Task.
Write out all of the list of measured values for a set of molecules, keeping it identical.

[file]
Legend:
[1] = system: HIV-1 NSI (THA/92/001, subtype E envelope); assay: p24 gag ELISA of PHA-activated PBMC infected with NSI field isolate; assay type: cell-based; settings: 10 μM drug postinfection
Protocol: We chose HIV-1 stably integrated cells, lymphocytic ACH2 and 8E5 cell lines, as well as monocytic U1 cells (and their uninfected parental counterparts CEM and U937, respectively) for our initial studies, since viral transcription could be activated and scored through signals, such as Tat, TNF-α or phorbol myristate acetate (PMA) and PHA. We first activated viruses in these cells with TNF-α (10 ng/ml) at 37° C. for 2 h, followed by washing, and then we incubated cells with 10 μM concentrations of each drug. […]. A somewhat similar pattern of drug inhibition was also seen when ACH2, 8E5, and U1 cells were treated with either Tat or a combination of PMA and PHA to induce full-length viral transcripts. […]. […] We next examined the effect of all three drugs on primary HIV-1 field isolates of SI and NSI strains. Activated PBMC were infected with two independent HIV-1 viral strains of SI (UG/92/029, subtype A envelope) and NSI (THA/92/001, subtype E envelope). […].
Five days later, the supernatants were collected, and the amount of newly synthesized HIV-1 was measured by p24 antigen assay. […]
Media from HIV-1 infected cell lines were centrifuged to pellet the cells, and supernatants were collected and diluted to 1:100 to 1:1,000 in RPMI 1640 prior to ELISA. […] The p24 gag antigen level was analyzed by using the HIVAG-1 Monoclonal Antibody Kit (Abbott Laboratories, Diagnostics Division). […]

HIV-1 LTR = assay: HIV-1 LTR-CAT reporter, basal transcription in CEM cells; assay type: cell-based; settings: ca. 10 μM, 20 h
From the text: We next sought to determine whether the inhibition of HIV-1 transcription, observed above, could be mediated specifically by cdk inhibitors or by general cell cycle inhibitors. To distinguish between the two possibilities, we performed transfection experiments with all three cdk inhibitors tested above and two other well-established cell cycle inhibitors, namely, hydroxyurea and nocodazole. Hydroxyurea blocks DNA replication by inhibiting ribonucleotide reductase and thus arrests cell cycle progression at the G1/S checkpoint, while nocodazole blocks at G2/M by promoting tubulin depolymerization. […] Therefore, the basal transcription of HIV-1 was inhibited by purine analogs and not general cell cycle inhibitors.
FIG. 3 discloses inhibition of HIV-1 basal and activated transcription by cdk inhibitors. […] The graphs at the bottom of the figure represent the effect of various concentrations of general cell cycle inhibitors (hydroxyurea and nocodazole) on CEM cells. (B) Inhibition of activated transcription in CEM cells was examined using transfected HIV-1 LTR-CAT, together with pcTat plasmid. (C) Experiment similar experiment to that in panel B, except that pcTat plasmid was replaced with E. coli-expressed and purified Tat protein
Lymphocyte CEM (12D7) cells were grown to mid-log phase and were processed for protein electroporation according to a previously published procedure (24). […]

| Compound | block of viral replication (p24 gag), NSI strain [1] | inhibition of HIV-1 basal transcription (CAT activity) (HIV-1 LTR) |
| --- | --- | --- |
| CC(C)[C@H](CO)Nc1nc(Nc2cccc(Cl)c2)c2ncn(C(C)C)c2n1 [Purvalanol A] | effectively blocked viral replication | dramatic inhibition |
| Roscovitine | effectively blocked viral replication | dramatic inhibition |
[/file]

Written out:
Legend:
[1] = system: HIV-1 NSI (THA/92/001, subtype E envelope); assay: p24 gag ELISA of PHA-activated PBMC infected with NSI field isolate; assay type: cell-based; settings: 10 μM drug postinfection
Protocol: We chose HIV-1 stably integrated cells, lymphocytic ACH2 and 8E5 cell lines, as well as monocytic U1 cells (and their uninfected parental counterparts CEM and U937, respectively) for our initial studies, since viral transcription could be activated and scored through signals, such as Tat, TNF-α or phorbol myristate acetate (PMA) and PHA. We first activated viruses in these cells with TNF-α (10 ng/ml) at 37° C. for 2 h, followed by washing, and then we incubated cells with 10 μM concentrations of each drug. […]. A somewhat similar pattern of drug inhibition was also seen when ACH2, 8E5, and U1 cells were treated with either Tat or a combination of PMA and PHA to induce full-length viral transcripts. […]. […] We next examined the effect of all three drugs on primary HIV-1 field isolates of SI and NSI strains. Activated PBMC were infected with two independent HIV-1 viral strains of SI (UG/92/029, subtype A envelope) and NSI (THA/92/001, subtype E envelope). […].
Five days later, the supernatants were collected, and the amount of newly synthesized HIV-1 was measured by p24 antigen assay. […]
Media from HIV-1 infected cell lines were centrifuged to pellet the cells, and supernatants were collected and diluted to 1:100 to 1:1,000 in RPMI 1640 prior to ELISA. […] The p24 gag antigen level was analyzed by using the HIVAG-1 Monoclonal Antibody Kit (Abbott Laboratories, Diagnostics Division). […]

HIV-1 LTR = assay: HIV-1 LTR-CAT reporter, basal transcription in CEM cells; assay type: cell-based; settings: ca. 10 μM, 20 h
From the text: We next sought to determine whether the inhibition of HIV-1 transcription, observed above, could be mediated specifically by cdk inhibitors or by general cell cycle inhibitors. To distinguish between the two possibilities, we performed transfection experiments with all three cdk inhibitors tested above and two other well-established cell cycle inhibitors, namely, hydroxyurea and nocodazole. Hydroxyurea blocks DNA replication by inhibiting ribonucleotide reductase and thus arrests cell cycle progression at the G1/S checkpoint, while nocodazole blocks at G2/M by promoting tubulin depolymerization. […] Therefore, the basal transcription of HIV-1 was inhibited by purine analogs and not general cell cycle inhibitors.
FIG. 3 discloses inhibition of HIV-1 basal and activated transcription by cdk inhibitors. […] The graphs at the bottom of the figure represent the effect of various concentrations of general cell cycle inhibitors (hydroxyurea and nocodazole) on CEM cells. (B) Inhibition of activated transcription in CEM cells was examined using transfected HIV-1 LTR-CAT, together with pcTat plasmid. (C) Experiment similar experiment to that in panel B, except that pcTat plasmid was replaced with E. coli-expressed and purified Tat protein
Lymphocyte CEM (12D7) cells were grown to mid-log phase and were processed for protein electroporation according to a previously published procedure (24). […]

| Compound | block of viral replication (p24 gag), NSI strain [1] | inhibition of HIV-1 basal transcription (CAT activity) (HIV-1 LTR) |
| --- | --- | --- |
| CC(C)[C@H](CO)Nc1nc(Nc2cccc(Cl)c2)c2ncn(C(C)C)c2n1 [Purvalanol A] | effectively blocked viral replication | dramatic inhibition |
| Roscovitine | effectively blocked viral replication | dramatic inhibition |